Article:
Statistical analysis

A repeated measures correlation designed by Bakdash et al. [43] was used to determine if a relationship existed between age and the measures in this study. This method utilizes a variation of ANCOVA, accounting for the effect of individual variability on measurements. The output of this technique, rmcorr, represents the strength of the correlation between dependent and independent variables, with statistical significance determined by the F-test. A mixed effect model using statsmodels in the Python interface was used to analyze the single millimeter eccentricity measurements for SD-OCT evaluated over time. The equation below was used \( {Y}_i={\sum}_{i=0}^n\beta \mathrm{X}+{\alpha}_i+{\varepsilon}_{i.} \)

Where β is the parameter vector, X is the independent variable matrix, αi is the dog level residual, and the εi is the individual observation level residual [44, 45].

Availability of data and materials

Data generated or analysed during this study are included in this published article (and its Additional file information files). The datasets for each individual dog during the current study are available from the corresponding author on reasonable request.

Abbreviations

AC:

Area centralis

cSLO:

Confocal scanning laser ophthalmoscopy

GCC:

Ganglion cell complex

ILM:

Inner limiting membrane

INL:

Inner nuclear layer

IR:

Inner retina

IS:

Photoreceptor inner segment

ONL:

Outer nuclear layer

OS:

Photoreceptor outer segment

REC+:

Receptor+

SD-OCT:

Spectral Domain – Optical Coherence Tomography

TR:

Total retina

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Acknowledgements

The authors would like to thank Janice Querubin (MSU RATTS) for her help with anesthesia and general care for the animals included in that study.

Funding

Donald R. Myers and William E. Dunlap Endowment for Canine Health.

The Donald R. Myers and William E. Dunlap Endowment for Canine Health to Simon Petersen-Jones provided support for the work done in this study including animal husbandry cost and care, and personnel working on the study. That funder had no role in the design of the study, the collection, analysis, and interpretation of data nor in writing the manuscript.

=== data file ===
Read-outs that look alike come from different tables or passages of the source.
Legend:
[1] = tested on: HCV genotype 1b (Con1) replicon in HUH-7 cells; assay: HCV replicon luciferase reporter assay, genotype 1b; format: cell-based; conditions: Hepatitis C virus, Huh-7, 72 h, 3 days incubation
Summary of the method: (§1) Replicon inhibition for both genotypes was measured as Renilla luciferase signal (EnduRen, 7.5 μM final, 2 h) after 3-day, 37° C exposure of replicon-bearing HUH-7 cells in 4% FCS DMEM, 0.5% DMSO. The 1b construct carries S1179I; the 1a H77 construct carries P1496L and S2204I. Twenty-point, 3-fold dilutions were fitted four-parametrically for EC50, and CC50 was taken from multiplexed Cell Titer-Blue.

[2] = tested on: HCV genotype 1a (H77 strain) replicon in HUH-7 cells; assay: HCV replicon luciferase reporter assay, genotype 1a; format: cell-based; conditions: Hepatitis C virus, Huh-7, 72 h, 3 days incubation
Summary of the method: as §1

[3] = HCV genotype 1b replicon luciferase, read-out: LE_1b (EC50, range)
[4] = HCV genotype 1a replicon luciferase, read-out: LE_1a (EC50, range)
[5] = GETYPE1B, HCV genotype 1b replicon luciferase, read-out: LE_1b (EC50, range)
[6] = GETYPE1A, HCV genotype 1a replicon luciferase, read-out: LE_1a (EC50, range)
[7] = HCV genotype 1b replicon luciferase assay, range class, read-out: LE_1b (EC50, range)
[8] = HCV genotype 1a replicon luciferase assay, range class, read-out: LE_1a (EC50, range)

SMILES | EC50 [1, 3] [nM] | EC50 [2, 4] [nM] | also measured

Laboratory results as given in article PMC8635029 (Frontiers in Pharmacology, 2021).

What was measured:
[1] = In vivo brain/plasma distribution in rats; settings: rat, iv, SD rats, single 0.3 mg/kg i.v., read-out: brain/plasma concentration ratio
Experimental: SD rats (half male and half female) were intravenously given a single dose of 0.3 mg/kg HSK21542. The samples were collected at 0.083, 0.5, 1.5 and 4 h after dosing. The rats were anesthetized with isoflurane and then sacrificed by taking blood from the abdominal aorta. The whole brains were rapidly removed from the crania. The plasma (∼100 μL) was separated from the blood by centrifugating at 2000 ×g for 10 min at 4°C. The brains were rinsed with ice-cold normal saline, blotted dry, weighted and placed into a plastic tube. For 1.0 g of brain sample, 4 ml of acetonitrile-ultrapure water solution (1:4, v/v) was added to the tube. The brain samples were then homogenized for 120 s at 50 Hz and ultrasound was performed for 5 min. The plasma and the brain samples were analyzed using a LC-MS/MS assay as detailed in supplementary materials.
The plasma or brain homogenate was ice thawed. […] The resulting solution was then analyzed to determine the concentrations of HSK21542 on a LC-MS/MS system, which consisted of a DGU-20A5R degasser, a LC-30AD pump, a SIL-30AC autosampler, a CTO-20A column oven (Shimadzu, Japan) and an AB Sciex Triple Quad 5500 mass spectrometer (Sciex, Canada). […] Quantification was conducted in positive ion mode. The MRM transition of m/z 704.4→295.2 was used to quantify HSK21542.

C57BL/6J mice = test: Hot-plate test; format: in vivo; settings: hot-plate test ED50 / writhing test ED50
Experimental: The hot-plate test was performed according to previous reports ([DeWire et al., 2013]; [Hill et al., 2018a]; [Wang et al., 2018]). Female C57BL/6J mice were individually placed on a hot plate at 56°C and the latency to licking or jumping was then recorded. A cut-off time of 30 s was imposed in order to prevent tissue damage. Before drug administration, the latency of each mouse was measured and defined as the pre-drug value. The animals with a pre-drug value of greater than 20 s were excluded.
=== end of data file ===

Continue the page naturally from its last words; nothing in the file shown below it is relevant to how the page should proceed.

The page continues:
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LMO has participated in the conception and design of the project, in all acquisition and analysis of images and data, as well as interpretation of data and manuscript writing. NP has participated in the analysis of images and data, interpretation of data and manuscript writing, EA has participated in analysis of images, SPJ has participated in design of the project, interpretation of data and manuscript writing. All have approved the submitted version and all have agreed both to be personally accountable for the author’s own contributions and to ensure that questions related to the accuracy or integrity of any part of the work, even ones in which the author was not personally involved, are appropriately investigated, resolved, and the resolution.

Corresponding authors

Correspondence to Laurence M. Occelli or Simon M. Petersen-Jones.

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The study was submitted and approved by the Michigan State University Institutional Animal Care and Use Committee. AUF 05–11–106-00.

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Supplementary information

Additional file 1 Table S1A. Raw retinal values layer thicknesses (in μm) for each age at 4 optic nerve distance from the optic disk rim. Table S1B. Percentage of retinal layer thicknesses changes relative to the value at 4 weeks of age (raw values in Table S1A). Table S2A. Correlation r values between a given retinal layer thicknesses and retinal region with age. Table S2B.P-values for correlation r values corresponding to a given retinal layer thickness change and retinal region with age and area (corresponding to r value in Table S2A). P-values for a given correlation coefficient are calculated via the F-test, which tests the goodness of fit of the modeled regression by comparing it to a flat line of the mean of the data. Table S3A. Raw retinal values layer thicknesses (in μm) for each age at 1 mm to 7 mm distance from the optic disk rim. Table S3B. Percentage of retinal layer thicknesses changes relative to the value at 1 mm from the optic rim of age (raw values in Table S3A). Table S4A. Correlation r values between a given retinal layer thicknesses, retinal region and eccentricity from the optic disk rim. Table S4B. P-values for correlation r values corresponding to a given retinal layer thickness change, retinal region and eccentricity from the optic disk rim (corresponding to r value in Table S4A). P-values for a given correlation coefficient are calculated via the F-test, which tests the goodness of fit of the modeled regression by comparing it to a flat line of the mean of the data.